I enjoy television dramas. I really do. But I have a very active imagination. I also passively project my “fantasy world” into television dramas so much so that I tend to lust about certain characters.
It is deeply embarrassing for me to admit that I feel this attraction to an illusion in the make-believe world of Hollywood.
But I find myself often drawn to depressed women in these media. I am depressed myself and fantasize that I can help these damsels in distress when I am drawn into the intimacy of their private life which is publicly dramatized or revealed.
I used to think that I was smart enough to protect my soul from such worldly constructs as the sexualized or violent character-portrayals in television. This was a result of my pride.
I was not able to manage my desire to live a virtuous life when I let myself be immersed in such blatant content on television or in movies.
I began to experience significant frustration and guilt the longer I put off doing something about this evil. I was easily drawn into a web of sin the longer I put off controlling my lustful imagination.
At first, I decided that I could watch such portrayals until they became explicit, and then I would look away from the television screen. I found I could anticipate the development of sexual or violent depictions and then stop watching well before I found it moving toward the explicitly sexual or excessively violent. On certain occasions, I would even leave the room where the television was.
That did not solve my propensity for entering into the fantasy of a relationship with the characters involved in the medium.
I had to stop watching certain dramatic series altogether, not just those with a sexual content. I had to stop watching those shows with a violent bent, like The Sopranos and Dexter.
The show that caused me the most recent consternation, though, was The Good Wife. The show ran from 2009 to 2016. My wife and I binge-watched roughly half of the episodes in the last several months. The other half are still available through the “streaming” service available on our cable network.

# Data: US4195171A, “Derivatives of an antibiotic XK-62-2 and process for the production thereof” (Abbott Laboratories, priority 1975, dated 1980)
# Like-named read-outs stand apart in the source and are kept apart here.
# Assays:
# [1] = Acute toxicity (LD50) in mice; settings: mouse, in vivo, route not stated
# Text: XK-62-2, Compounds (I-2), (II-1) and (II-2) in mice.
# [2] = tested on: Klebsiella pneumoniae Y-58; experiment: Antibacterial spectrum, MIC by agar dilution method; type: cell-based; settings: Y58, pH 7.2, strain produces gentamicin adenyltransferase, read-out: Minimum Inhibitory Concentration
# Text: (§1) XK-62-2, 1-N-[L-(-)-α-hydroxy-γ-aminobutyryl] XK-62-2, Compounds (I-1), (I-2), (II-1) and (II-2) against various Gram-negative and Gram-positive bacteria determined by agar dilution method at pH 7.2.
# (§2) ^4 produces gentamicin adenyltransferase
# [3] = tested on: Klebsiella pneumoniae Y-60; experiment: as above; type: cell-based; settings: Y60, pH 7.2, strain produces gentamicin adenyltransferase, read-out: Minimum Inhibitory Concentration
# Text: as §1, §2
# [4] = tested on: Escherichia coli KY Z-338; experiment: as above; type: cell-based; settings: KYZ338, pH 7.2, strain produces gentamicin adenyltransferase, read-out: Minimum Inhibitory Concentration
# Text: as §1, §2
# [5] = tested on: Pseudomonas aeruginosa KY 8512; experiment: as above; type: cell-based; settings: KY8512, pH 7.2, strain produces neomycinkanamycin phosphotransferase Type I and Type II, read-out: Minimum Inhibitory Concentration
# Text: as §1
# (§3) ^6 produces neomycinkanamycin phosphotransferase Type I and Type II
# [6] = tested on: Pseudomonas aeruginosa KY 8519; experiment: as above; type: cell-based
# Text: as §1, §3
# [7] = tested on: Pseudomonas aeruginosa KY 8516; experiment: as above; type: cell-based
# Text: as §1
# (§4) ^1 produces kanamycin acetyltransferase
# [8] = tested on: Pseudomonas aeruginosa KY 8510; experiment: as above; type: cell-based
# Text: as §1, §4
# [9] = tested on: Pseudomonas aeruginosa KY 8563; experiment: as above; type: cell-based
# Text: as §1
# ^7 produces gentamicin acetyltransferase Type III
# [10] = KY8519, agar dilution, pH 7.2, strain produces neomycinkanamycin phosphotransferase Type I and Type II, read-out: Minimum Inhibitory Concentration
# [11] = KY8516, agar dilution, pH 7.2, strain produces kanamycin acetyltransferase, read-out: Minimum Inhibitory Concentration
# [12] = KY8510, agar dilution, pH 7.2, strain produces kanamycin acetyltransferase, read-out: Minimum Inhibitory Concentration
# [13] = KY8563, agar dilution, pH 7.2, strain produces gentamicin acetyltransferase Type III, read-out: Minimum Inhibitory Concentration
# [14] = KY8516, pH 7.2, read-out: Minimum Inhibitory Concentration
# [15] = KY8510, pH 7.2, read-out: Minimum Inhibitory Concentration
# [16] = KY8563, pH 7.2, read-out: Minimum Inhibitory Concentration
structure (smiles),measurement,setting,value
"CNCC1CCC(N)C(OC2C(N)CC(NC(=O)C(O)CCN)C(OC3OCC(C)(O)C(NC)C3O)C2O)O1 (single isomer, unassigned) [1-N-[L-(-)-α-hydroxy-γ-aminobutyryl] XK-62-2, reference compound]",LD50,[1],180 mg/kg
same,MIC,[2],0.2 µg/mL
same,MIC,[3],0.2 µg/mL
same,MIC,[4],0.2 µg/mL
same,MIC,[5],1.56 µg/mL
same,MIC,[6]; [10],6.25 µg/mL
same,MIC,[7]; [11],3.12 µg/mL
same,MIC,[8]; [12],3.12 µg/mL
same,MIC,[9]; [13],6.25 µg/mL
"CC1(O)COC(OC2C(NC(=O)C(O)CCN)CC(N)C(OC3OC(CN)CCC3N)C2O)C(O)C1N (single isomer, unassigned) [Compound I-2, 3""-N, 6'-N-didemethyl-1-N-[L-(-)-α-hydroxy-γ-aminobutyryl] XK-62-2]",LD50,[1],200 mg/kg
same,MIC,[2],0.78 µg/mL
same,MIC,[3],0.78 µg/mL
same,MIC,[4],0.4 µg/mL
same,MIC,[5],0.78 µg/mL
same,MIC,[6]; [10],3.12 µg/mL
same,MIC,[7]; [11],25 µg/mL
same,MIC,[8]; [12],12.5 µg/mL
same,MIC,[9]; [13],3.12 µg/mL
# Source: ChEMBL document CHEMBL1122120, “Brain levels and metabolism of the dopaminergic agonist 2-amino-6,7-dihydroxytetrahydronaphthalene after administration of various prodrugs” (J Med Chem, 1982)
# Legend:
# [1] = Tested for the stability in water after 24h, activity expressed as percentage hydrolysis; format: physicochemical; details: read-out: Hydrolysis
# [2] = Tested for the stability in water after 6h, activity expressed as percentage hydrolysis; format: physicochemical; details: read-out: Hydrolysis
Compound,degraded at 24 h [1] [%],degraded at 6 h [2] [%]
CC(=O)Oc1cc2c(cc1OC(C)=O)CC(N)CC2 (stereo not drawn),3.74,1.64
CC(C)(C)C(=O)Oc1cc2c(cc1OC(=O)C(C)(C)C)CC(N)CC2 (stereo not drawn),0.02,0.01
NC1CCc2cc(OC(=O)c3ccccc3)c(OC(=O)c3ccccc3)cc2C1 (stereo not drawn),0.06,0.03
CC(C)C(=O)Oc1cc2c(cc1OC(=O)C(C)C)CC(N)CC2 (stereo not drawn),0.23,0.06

The show was based on the wife of a very-visible politician who was accused of political corruption. He had also been caught in sexual misdeeds with a call-girl. The “good wife” stood by her husband while he was imprisoned, and for a few years afterwards. But their intimacies were few. It appeared to me that she was traumatized, wounded and depressed. Then she herself entered into a short-lived affair which she broke off when it turned “complicated”.
Besides the very sympathetic and sensitive portrayal of her complex emotions and character that led her to transgress (perhaps seeking revenge on her husband), she did not view the affair as wrong or sinful. In fact, she claimed no regret and that she was an atheist when she was questioned about her faith as her husband later resurrected his career.
I found myself enchanted by this “good” wife. I was moved by her rejection of her own affair. She renewed intimacy with her husband, albeit on a limited basis, and on her own terms. I admired this. I thought about her frequently.
Then it hit me. I had been thinking of her too much. I decided that I needed to stop “seeing” her. I was dangerously close to what Jesus had warned:
“You have heard that it was said, ‘You shall not commit adultery.’ But I say to you, everyone who looks at a woman with lust has already committed adultery with her in his heart.” Matthew 5: 27-28
My wife and I are looking for a new show to watch. We tried The Good Doctor about an autistic surgeon with savant syndrome. It was heartwarming but there were a number of scenes of pre-marital sex.
My wife is not affected in the same way that I am by these shows.
Any suggestions for a good series?
Until then, one of the things I am giving up for Lent is television dramas.